The definition of part-time is a type of job that is done for less than the normal amount of hours invested, or for less than the full duration that it is normally done. A part-time job is a form of employment that carries fewer hours per week than a full-time job. It is one that usually requires a person to work fewer hours per workweek than their employer deems full-time employment. They work in shifts. The shifts are often rotational. Workers are considered to be part-time if they commonly work fewer than 30 hours per week. If you’re considering a part-time job, it’s important to know about the hours and benefits involved, as well as the types of jobs that are available. There can be benefits to working part-time, including freeing up time to pursue other work or personal responsibilities.
According to the International Labour Organization, the number of part-time workers has increased from one-quarter to a half in the past 20 years in most developed countries, excluding the United States. Part-time employees typically include students, moms and dads, retirees, and other workers who don’t want or need the time commitment of a full-time position. There are many reasons for working part-time, including the desire to do so, having one’s hours cut back by an employer, and being unable to find a full-time job. Part-time positions can sometimes work their way into full-time work, depending on the structure of the company. The International Labour Organisation Convention 175 requires that part-time workers be treated no less favorably than full-time workers. A part-time job simply involves working fewer hours in a week than a full-time job. Often, part-time jobs involve working in shifts. These shifts are usually rotational with other part-time workers.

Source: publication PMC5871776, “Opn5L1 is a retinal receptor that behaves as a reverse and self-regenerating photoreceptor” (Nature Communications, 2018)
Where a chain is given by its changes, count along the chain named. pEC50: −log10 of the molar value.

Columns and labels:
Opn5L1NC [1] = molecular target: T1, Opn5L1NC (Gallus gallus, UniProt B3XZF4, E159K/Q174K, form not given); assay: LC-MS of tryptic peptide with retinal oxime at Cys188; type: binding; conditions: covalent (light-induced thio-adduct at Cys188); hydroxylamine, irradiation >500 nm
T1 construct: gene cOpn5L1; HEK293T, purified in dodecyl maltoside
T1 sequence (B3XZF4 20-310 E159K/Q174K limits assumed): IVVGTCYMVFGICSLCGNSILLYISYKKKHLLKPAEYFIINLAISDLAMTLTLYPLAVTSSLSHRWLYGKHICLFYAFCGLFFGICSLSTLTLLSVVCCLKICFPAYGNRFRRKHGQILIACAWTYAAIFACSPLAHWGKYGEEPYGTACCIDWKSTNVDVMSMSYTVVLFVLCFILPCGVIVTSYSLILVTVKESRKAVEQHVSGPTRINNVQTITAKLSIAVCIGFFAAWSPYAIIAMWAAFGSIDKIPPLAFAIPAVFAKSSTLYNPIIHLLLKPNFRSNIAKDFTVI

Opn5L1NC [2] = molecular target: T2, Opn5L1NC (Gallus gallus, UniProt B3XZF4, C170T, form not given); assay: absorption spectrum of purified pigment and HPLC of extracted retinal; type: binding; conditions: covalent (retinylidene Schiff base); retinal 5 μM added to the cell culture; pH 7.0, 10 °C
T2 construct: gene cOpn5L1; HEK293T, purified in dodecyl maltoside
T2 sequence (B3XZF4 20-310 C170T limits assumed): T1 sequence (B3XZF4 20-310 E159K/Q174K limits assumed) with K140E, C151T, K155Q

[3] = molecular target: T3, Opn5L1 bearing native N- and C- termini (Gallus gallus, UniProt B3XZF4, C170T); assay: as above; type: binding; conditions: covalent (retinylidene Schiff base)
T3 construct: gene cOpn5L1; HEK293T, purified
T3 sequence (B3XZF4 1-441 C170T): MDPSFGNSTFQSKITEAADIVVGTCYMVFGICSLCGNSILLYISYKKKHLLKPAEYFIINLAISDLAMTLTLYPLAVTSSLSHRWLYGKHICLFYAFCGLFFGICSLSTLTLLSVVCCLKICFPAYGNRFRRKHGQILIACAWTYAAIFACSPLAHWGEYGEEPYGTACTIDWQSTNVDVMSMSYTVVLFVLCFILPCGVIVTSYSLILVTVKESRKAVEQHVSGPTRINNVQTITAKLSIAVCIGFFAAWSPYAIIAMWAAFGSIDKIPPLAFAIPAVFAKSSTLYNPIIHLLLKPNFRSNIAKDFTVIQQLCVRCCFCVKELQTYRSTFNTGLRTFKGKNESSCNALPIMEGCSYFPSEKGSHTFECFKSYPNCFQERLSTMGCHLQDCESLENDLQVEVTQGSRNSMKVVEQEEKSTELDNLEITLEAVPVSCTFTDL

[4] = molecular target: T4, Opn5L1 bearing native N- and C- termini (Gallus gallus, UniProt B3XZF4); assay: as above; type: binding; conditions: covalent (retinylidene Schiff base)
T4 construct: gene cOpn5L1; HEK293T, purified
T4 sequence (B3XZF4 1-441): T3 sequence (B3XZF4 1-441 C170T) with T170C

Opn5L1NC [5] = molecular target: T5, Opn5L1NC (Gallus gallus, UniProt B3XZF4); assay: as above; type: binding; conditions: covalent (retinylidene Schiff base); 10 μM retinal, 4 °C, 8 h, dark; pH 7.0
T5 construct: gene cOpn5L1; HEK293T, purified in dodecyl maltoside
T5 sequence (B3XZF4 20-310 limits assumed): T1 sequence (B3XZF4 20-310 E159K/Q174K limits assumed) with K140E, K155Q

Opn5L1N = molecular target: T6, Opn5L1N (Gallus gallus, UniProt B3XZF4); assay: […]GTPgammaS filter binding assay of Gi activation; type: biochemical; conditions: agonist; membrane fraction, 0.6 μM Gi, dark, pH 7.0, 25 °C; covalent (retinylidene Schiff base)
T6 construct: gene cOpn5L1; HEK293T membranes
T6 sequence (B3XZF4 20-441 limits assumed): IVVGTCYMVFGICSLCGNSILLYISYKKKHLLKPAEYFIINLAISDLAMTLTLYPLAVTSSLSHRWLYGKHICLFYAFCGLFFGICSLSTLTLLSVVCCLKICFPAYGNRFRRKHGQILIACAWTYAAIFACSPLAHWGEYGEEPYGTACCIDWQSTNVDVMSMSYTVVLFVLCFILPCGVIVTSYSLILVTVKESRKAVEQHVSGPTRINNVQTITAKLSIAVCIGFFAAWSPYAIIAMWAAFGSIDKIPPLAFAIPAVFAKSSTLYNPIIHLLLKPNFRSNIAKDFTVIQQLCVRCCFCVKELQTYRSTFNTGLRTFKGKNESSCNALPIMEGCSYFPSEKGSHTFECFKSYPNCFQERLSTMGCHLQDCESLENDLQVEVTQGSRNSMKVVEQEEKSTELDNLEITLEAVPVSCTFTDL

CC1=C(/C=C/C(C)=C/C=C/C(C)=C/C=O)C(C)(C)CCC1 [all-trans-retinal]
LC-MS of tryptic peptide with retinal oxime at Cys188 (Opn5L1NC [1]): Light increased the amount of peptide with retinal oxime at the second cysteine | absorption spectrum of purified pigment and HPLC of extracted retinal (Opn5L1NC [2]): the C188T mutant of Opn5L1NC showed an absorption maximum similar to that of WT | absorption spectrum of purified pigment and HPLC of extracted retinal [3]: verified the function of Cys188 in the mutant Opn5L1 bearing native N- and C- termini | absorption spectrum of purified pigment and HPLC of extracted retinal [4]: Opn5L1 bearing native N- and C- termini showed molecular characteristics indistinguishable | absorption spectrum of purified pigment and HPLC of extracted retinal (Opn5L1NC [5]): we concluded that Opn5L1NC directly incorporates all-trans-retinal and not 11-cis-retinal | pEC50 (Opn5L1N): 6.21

Part-time workers are entitled to the following workplace benefits:
- Equal pay rates, including sick pay and parental leave
- The same pension opportunities and benefits as full-time employees
- The same holiday rights as full-time employees
- Equal training and career opportunities
- Equal consideration for promotion, transfer or redundancy.
In some cases, the nature of the work itself may require that the employees be classified as part as part-time workers. For example, some amusement parks are closed during winter months and keep only a skeleton crew on hand for maintenance and office work. In a struggling economy, full-time jobs may become rarer. It may, therefore, be the case that they have to take a part-time job as full-time work isn’t available. As a result of this cutback in staffing during the offseason, employees who operate rides, run gaming stands, or staff concession stands may be classified as part-time workers owing to the months-long downtime during which they may be technically employed, but not necessarily on active duty. Part-time retail and hospitality positions are common, but most industries use some part-time workers to supplement their full-time staff.